I am sleeping on stranger’s couches where I wake from nightmares forgetting what city or whose house I’m in. I’m going through the motions of life without really feeling any of it. Alba’s Papa has moved to this isolated city now. I will too, for Alba, but I feel so far away from everything and everyone I know.

I go to the sea. As I dive into the waves I am stripped of all weight. I am nothing but now. I remember what it is to feel whole, to not be sad. I swim out far enough that no one can hear me. “Why the hell are you being like this?” I demand of myself, “There is so much more to life than him. Look at how incredible this world is. You’re alive and healthy and tomorrow you’ll see Alba. Stop wasting life being sad when there’s so much to be happy about.”

I’m wrapped in a towel watching dolphins jump through the same waters that had just held me. There are birds in the trees above drowning the world in song. Everything is bathed in the pink, orange and purple of the setting sun. This city doesn’t seem so bad right now. For the afternoon, everything is just fine.

I wake up to a hopelessness so great I can hardly leave the bed. I don’t want to feel like this but the misery seems so much bigger than I am. I am supposed to meet this landscape photographer, Chris Beecroft, for ice cream today. I found him on instagram when a photographer I follow posted that he was Perth’s hidden gem and I knew he had to be special. But I cancel and say I’m too heartbroken. He offers to cheer me up but he’s a stranger to me and I just want to be alone.

When I was a child I used to do spells. Just little rituals I made up. I write down my wish to feel happy again and for my heart to heal. I burn it along with a sacrifice; a special page from my journal.

I am sitting in the backyard and the wind is throwing the trees to and fro. The paper is slowly eaten up by the fire. It feels like something immense is happening. My gut tells me it will take 3 days to work. 3 is my lucky number.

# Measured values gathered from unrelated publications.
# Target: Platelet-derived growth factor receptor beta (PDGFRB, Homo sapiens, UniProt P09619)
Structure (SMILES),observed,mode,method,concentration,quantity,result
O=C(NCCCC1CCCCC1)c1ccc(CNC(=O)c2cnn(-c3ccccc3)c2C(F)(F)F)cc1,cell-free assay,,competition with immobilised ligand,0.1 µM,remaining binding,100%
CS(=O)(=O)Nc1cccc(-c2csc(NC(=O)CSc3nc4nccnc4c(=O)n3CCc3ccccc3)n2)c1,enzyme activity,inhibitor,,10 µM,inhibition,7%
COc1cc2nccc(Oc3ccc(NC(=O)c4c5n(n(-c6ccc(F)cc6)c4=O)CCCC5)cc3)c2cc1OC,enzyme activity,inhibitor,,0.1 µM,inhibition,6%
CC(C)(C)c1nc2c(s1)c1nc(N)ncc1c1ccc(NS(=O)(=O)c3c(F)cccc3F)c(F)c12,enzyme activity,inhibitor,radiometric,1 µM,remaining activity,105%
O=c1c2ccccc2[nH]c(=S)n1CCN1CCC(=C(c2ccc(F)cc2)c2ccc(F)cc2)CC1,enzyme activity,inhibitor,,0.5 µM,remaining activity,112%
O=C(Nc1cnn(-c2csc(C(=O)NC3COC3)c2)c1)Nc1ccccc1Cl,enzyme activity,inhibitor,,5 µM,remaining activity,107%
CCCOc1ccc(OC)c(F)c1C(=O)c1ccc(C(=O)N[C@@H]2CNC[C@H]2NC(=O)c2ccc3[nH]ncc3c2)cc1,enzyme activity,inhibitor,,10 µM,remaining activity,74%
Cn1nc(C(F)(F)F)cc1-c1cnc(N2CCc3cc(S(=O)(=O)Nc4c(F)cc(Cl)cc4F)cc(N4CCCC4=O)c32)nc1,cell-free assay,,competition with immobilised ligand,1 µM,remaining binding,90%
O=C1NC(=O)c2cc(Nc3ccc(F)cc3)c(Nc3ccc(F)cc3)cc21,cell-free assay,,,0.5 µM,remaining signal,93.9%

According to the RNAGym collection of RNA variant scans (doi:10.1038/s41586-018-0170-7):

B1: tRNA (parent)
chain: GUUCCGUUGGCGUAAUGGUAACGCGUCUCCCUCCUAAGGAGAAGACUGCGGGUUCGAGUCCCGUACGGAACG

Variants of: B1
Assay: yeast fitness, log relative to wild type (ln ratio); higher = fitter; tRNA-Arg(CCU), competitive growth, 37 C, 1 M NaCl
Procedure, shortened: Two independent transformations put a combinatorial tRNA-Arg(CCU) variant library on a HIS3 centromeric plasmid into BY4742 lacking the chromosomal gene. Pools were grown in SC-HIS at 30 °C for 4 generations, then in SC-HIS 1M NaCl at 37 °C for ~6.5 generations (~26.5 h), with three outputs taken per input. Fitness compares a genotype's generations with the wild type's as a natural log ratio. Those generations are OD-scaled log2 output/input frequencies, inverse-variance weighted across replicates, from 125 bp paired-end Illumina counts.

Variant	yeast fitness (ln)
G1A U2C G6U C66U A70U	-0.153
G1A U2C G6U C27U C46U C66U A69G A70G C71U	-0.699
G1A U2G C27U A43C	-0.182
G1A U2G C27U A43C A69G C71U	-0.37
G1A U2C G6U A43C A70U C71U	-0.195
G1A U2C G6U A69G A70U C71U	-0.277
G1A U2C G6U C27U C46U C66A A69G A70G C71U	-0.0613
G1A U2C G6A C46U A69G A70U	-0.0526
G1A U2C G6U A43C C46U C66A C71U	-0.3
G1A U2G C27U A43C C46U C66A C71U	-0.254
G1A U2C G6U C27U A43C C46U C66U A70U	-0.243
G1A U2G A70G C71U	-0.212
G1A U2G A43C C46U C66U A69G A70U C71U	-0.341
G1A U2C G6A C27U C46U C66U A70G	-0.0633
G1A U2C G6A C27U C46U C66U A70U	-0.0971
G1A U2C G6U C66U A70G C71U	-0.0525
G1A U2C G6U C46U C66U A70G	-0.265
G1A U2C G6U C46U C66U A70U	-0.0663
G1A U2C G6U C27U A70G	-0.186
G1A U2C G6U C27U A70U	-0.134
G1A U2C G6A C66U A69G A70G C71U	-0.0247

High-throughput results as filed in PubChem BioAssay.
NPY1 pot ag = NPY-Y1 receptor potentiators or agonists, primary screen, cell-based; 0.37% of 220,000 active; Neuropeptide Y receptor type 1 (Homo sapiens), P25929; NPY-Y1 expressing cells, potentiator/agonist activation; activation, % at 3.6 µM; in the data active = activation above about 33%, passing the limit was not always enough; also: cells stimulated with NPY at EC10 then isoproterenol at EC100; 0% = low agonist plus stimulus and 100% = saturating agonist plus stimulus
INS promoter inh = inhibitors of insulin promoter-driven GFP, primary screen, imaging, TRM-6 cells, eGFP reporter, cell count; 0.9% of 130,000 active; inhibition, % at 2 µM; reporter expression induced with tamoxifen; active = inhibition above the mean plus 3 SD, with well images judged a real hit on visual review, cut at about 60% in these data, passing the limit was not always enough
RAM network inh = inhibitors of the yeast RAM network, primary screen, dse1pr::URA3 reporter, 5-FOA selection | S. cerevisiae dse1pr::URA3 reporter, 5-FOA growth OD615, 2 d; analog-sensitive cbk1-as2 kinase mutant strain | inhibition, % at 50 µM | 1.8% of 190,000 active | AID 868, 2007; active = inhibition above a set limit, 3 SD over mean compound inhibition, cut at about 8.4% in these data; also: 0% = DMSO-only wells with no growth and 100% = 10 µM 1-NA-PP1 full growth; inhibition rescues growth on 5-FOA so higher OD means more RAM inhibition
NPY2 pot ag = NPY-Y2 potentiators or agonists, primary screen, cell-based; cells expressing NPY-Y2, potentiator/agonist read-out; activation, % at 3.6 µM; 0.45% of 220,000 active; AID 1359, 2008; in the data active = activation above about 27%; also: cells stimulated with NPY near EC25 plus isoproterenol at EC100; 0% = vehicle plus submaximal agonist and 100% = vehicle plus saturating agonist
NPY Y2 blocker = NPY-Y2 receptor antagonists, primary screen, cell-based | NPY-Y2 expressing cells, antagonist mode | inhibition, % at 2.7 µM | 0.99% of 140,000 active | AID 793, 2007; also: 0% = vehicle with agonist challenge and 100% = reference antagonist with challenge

My skepticism battles with the faith I’ve put in the spell but my faith wins because it feels better to believe something might change. The heaviness has lifted. And besides, could I be miserable when Alba is the most brilliant little girl I’ve ever known? Not in the way that I am her Mama and I have to think so, but genuinely. She tells stories all day long, lost in imaginary worlds. Even when she’s wild I have to admire her spirit.

Then the third day comes to a close uneventfully and I realise I’ve been naive to think something would happen. That my heartache would just magically disappear because I’ve burned some paper. I feel like an idiot. A child discovering magic isn’t real after all. As the shadows threaten to close in on me again I say to the girls I am staying with, “Let’s do something. Let’s go somewhere.” I am running away before I’m swallowed up again.

We catch the bus to a place called Little Creatures. We get dinner and drink cider. Alba is playing with her newfound friends and I’m smiling as she coerces them into playing animals on the floor. I’m forgetting all about my heart beating broken in my chest or the spell I burned days ago, in fact it all seems rather dramatic and silly now.

I check my phone and I have a message from Chris (I’ll call him Bee from here-on in, it became his nickname in the beginning and it’s how I know him). I barely know anything about him but I have the sudden urge to meet him. I figure I should make friends here if I’m going to call this city home. He says he’ll come. My friends are going to the city to play a gig and they leave as he arrives.

So often it’s the unexpected beauty that hits me the hardest. Like watching a black bird lift its wings to take flight and seeing the brightest red feathers flash beneath them, or seeing a single flower growing amongst tangles of weeds, or glancing up at a glittering night sky in the middle of nowhere after months of blank city skies.